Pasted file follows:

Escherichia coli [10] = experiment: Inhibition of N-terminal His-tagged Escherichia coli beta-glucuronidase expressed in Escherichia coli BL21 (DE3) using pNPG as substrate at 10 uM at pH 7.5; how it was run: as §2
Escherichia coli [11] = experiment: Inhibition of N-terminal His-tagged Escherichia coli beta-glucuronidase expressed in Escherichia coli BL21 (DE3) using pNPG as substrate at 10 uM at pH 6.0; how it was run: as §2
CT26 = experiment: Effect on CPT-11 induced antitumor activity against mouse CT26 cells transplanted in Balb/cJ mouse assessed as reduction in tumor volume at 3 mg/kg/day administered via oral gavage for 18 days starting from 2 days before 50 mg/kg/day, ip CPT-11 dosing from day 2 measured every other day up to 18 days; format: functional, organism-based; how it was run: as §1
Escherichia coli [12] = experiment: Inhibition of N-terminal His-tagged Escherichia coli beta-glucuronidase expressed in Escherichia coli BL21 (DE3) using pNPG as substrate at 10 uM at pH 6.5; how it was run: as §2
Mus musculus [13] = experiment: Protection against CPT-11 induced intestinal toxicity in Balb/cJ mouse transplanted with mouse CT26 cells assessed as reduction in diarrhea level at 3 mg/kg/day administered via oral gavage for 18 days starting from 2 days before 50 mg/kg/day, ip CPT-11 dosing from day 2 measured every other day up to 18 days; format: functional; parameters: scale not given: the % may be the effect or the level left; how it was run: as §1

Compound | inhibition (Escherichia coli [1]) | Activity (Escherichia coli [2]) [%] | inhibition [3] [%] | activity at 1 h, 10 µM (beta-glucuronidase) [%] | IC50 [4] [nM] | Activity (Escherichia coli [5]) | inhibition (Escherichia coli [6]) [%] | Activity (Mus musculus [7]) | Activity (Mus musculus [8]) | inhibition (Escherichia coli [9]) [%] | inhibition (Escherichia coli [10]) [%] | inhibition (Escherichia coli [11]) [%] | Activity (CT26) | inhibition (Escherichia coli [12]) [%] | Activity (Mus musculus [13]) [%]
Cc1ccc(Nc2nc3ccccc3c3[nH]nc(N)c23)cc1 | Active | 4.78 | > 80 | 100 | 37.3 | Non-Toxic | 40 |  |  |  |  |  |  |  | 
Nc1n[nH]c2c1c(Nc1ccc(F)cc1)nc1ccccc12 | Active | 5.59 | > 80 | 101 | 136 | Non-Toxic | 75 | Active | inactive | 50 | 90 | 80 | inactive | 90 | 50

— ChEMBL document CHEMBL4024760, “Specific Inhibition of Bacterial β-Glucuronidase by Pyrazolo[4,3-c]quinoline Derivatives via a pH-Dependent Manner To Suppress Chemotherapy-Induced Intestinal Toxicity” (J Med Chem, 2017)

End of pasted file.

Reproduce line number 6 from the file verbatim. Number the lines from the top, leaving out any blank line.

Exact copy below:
Compound | inhibition (Escherichia coli [1]) | Activity (Escherichia coli [2]) [%] | inhibition [3] [%] | activity at 1 h, 10 µM (beta-glucuronidase) [%] | IC50 [4] [nM] | Activity (Escherichia coli [5]) | inhibition (Escherichia coli [6]) [%] | Activity (Mus musculus [7]) | Activity (Mus musculus [8]) | inhibition (Escherichia coli [9]) [%] | inhibition (Escherichia coli [10]) [%] | inhibition (Escherichia coli [11]) [%] | Activity (CT26) | inhibition (Escherichia coli [12]) [%] | Activity (Mus musculus [13]) [%]